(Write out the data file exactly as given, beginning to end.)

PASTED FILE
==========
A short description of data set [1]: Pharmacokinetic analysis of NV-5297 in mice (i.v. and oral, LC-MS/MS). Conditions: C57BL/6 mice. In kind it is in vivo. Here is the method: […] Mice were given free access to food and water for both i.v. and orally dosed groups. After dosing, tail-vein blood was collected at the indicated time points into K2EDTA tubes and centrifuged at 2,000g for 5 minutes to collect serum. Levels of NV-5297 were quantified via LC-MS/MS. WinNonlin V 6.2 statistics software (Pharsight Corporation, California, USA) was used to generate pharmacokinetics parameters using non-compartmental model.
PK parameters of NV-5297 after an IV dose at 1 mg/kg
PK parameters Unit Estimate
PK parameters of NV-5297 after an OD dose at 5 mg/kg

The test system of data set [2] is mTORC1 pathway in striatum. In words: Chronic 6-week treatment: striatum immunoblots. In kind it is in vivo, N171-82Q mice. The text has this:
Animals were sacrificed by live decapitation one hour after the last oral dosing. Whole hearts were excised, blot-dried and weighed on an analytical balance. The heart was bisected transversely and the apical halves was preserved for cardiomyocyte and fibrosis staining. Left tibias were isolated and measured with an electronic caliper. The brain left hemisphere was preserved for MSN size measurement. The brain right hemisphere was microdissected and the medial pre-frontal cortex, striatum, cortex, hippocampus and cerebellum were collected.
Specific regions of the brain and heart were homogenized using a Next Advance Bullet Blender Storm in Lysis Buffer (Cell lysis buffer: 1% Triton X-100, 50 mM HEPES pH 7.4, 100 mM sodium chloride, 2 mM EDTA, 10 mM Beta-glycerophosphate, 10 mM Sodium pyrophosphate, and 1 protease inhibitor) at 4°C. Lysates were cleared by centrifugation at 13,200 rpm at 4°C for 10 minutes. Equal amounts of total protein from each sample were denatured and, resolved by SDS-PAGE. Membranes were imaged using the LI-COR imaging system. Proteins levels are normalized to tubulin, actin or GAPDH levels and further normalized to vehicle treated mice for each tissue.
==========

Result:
A short description of data set [1]: Pharmacokinetic analysis of NV-5297 in mice (i.v. and oral, LC-MS/MS). Conditions: C57BL/6 mice. In kind it is in vivo. Here is the method: […] Mice were given free access to food and water for both i.v. and orally dosed groups. After dosing, tail-vein blood was collected at the indicated time points into K2EDTA tubes and centrifuged at 2,000g for 5 minutes to collect serum. Levels of NV-5297 were quantified via LC-MS/MS. WinNonlin V 6.2 statistics software (Pharsight Corporation, California, USA) was used to generate pharmacokinetics parameters using non-compartmental model.
PK parameters of NV-5297 after an IV dose at 1 mg/kg
PK parameters Unit Estimate
PK parameters of NV-5297 after an OD dose at 5 mg/kg

The test system of data set [2] is mTORC1 pathway in striatum. In words: Chronic 6-week treatment: striatum immunoblots. In kind it is in vivo, N171-82Q mice. The text has this:
Animals were sacrificed by live decapitation one hour after the last oral dosing. Whole hearts were excised, blot-dried and weighed on an analytical balance. The heart was bisected transversely and the apical halves was preserved for cardiomyocyte and fibrosis staining. Left tibias were isolated and measured with an electronic caliper. The brain left hemisphere was preserved for MSN size measurement. The brain right hemisphere was microdissected and the medial pre-frontal cortex, striatum, cortex, hippocampus and cerebellum were collected.
Specific regions of the brain and heart were homogenized using a Next Advance Bullet Blender Storm in Lysis Buffer (Cell lysis buffer: 1% Triton X-100, 50 mM HEPES pH 7.4, 100 mM sodium chloride, 2 mM EDTA, 10 mM Beta-glycerophosphate, 10 mM Sodium pyrophosphate, and 1 protease inhibitor) at 4°C. Lysates were cleared by centrifugation at 13,200 rpm at 4°C for 10 minutes. Equal amounts of total protein from each sample were denatured and, resolved by SDS-PAGE. Membranes were imaged using the LI-COR imaging system. Proteins levels are normalized to tubulin, actin or GAPDH levels and further normalized to vehicle treated mice for each tissue.